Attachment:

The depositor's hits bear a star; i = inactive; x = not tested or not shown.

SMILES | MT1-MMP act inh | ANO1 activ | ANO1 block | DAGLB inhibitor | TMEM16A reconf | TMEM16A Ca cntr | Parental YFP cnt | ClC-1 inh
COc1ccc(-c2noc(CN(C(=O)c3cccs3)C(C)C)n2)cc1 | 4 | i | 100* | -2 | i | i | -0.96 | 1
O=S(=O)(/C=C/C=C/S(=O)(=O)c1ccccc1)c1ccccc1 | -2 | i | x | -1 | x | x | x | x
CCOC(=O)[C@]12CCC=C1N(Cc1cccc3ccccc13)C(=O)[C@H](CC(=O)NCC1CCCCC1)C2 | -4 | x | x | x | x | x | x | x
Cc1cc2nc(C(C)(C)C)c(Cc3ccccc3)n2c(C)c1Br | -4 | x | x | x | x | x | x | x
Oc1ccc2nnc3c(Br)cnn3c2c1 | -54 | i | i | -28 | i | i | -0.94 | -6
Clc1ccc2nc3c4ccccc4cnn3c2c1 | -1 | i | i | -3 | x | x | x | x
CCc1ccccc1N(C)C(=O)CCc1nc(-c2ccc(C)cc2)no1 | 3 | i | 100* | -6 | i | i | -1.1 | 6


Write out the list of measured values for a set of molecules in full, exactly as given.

The depositor's hits bear a star; i = inactive; x = not tested or not shown.

SMILES | MT1-MMP act inh | ANO1 activ | ANO1 block | DAGLB inhibitor | TMEM16A reconf | TMEM16A Ca cntr | Parental YFP cnt | ClC-1 inh
COc1ccc(-c2noc(CN(C(=O)c3cccs3)C(C)C)n2)cc1 | 4 | i | 100* | -2 | i | i | -0.96 | 1
O=S(=O)(/C=C/C=C/S(=O)(=O)c1ccccc1)c1ccccc1 | -2 | i | x | -1 | x | x | x | x
CCOC(=O)[C@]12CCC=C1N(Cc1cccc3ccccc13)C(=O)[C@H](CC(=O)NCC1CCCCC1)C2 | -4 | x | x | x | x | x | x | x
Cc1cc2nc(C(C)(C)C)c(Cc3ccccc3)n2c(C)c1Br | -4 | x | x | x | x | x | x | x
Oc1ccc2nnc3c(Br)cnn3c2c1 | -54 | i | i | -28 | i | i | -0.94 | -6
Clc1ccc2nc3c4ccccc4cnn3c2c1 | -1 | i | i | -3 | x | x | x | x
CCc1ccccc1N(C)C(=O)CCc1nc(-c2ccc(C)cc2)no1 | 3 | i | 100* | -6 | i | i | -1.1 | 6